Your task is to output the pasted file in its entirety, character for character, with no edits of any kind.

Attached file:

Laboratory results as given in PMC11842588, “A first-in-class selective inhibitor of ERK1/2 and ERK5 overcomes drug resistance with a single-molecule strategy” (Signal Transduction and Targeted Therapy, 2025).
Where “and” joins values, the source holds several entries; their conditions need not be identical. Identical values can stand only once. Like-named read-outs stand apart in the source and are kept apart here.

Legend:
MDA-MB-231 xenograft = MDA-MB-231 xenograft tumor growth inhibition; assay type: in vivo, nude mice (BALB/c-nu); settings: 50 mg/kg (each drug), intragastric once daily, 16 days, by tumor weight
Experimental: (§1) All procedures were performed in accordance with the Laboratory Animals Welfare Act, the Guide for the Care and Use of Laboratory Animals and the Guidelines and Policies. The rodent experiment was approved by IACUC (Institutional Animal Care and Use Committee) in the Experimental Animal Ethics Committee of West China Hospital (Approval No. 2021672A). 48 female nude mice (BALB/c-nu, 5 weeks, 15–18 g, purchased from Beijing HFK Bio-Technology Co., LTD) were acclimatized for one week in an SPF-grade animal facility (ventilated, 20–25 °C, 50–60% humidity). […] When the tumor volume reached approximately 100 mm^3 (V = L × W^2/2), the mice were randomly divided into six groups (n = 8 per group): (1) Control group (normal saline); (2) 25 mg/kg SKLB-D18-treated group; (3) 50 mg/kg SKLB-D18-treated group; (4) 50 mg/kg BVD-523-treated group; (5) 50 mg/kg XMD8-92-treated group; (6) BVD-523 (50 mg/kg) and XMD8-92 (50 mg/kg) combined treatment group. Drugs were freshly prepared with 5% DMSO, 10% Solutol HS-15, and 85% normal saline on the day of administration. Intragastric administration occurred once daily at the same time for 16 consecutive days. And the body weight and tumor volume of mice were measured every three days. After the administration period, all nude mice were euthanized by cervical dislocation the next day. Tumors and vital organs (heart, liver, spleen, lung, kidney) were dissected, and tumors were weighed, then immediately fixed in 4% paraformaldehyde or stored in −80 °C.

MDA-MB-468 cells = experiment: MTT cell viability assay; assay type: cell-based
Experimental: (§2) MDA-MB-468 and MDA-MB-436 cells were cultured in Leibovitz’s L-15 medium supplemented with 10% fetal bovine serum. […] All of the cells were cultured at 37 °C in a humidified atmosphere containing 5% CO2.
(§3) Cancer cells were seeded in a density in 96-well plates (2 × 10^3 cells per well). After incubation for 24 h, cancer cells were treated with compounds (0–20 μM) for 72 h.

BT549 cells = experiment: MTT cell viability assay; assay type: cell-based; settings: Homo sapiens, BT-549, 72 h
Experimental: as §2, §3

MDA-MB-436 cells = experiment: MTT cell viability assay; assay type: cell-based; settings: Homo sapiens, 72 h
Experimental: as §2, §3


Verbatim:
Laboratory results as given in PMC11842588, “A first-in-class selective inhibitor of ERK1/2 and ERK5 overcomes drug resistance with a single-molecule strategy” (Signal Transduction and Targeted Therapy, 2025).
Where “and” joins values, the source holds several entries; their conditions need not be identical. Identical values can stand only once. Like-named read-outs stand apart in the source and are kept apart here.

Legend:
MDA-MB-231 xenograft = MDA-MB-231 xenograft tumor growth inhibition; assay type: in vivo, nude mice (BALB/c-nu); settings: 50 mg/kg (each drug), intragastric once daily, 16 days, by tumor weight
Experimental: (§1) All procedures were performed in accordance with the Laboratory Animals Welfare Act, the Guide for the Care and Use of Laboratory Animals and the Guidelines and Policies. The rodent experiment was approved by IACUC (Institutional Animal Care and Use Committee) in the Experimental Animal Ethics Committee of West China Hospital (Approval No. 2021672A). 48 female nude mice (BALB/c-nu, 5 weeks, 15–18 g, purchased from Beijing HFK Bio-Technology Co., LTD) were acclimatized for one week in an SPF-grade animal facility (ventilated, 20–25 °C, 50–60% humidity). […] When the tumor volume reached approximately 100 mm^3 (V = L × W^2/2), the mice were randomly divided into six groups (n = 8 per group): (1) Control group (normal saline); (2) 25 mg/kg SKLB-D18-treated group; (3) 50 mg/kg SKLB-D18-treated group; (4) 50 mg/kg BVD-523-treated group; (5) 50 mg/kg XMD8-92-treated group; (6) BVD-523 (50 mg/kg) and XMD8-92 (50 mg/kg) combined treatment group. Drugs were freshly prepared with 5% DMSO, 10% Solutol HS-15, and 85% normal saline on the day of administration. Intragastric administration occurred once daily at the same time for 16 consecutive days. And the body weight and tumor volume of mice were measured every three days. After the administration period, all nude mice were euthanized by cervical dislocation the next day. Tumors and vital organs (heart, liver, spleen, lung, kidney) were dissected, and tumors were weighed, then immediately fixed in 4% paraformaldehyde or stored in −80 °C.

MDA-MB-468 cells = experiment: MTT cell viability assay; assay type: cell-based
Experimental: (§2) MDA-MB-468 and MDA-MB-436 cells were cultured in Leibovitz’s L-15 medium supplemented with 10% fetal bovine serum. […] All of the cells were cultured at 37 °C in a humidified atmosphere containing 5% CO2.
(§3) Cancer cells were seeded in a density in 96-well plates (2 × 10^3 cells per well). After incubation for 24 h, cancer cells were treated with compounds (0–20 μM) for 72 h.

BT549 cells = experiment: MTT cell viability assay; assay type: cell-based; settings: Homo sapiens, BT-549, 72 h
Experimental: as §2, §3

MDA-MB-436 cells = experiment: MTT cell viability assay; assay type: cell-based; settings: Homo sapiens, 72 h
Experimental: as §2, §3